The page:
this is the shell, inside out. that diagonal line is a strip of
fusible cut 3/8″ short, fused while easing in the shell to fit. this
ensures a nice roll line for the collar.
extra layer of fusible for the collar stand on the under collar.
patterned under collar of course… ๐Ÿ™‚

that may seem like a lot of fuss and fusing for a casual knit blazer. well it is, but i really wanted to keep the structure of a blazer. i didn’t want this to just look like a sweater with a collar and end up all floppy. 

i also discovered a nifty trick for setting in those sleeves! any proper jacket needs a sleeve head to fill out the sleeve cap, so i cut bias strips (2″ wide) of regular old polar fleece and stitched it around the eased part of the sleeve head, pulling the fleece very taut as i stitched.

see how the fleece pulls in the cap without gathering or puckers?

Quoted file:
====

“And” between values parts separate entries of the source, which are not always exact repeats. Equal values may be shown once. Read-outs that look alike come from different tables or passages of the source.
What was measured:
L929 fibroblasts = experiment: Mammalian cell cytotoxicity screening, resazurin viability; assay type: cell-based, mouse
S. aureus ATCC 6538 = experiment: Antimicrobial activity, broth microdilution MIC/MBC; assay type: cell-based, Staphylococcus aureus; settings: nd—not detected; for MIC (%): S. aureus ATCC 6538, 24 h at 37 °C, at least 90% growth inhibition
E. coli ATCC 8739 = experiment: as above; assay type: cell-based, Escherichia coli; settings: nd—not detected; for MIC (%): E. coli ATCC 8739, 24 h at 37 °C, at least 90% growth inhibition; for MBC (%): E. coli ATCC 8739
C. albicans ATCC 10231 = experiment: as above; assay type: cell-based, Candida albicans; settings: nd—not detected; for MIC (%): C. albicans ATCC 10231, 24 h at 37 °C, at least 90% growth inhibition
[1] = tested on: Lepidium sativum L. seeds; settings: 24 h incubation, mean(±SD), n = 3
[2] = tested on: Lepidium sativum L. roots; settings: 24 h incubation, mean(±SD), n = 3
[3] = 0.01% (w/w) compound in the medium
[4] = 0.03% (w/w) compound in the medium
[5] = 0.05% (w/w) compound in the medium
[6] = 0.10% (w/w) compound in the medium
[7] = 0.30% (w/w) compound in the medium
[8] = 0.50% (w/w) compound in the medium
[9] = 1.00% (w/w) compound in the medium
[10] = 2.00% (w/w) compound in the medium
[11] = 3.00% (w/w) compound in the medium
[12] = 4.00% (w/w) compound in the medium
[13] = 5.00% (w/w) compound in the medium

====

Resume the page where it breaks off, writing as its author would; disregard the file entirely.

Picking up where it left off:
the sleeve practically sets itself in!

once done, the bias pulls the sleeve head in and does all the easing for you! (fyi: i’ve also seen this done with regular bias tape for a non-jacket/coat application.)

nicely rounded sleeve head… no puckers!!!

i was stunned at how easy this made putting the sleeve in. the whole seam allowance (including the fleece) is pressed toward the sleeve, so i rounded the edges of the fleece to make sure i had no visible ridge when worn. then i cut shoulder pads out of the fleece as well. i have rather angular shoulders and don’t like to give them much emphasis. in the future, i would probably add fusible to the upper portion of the sleeve to give it additional structure as well as ensure that all the sleeve cap business doesn’t show.

all in all the work paid off and it has turned out amazing! here i’m only showing you the guts, but i have the entire thing done aside from some white trim and sparkly buttons! yay for everyday sewing!!!

โ€”lisa g.

13 thoughts on “fall knit blazer

  1. Hot Mess Heifer says:

    I have been thinking about making one of these but I'm scared of knits! With this post and your follow up, I think I might actually have a shot.However, because deep thoughts aren't always my strong suit, can you tell me what kind of interfacing and lining you used?

  2. lisa g. says: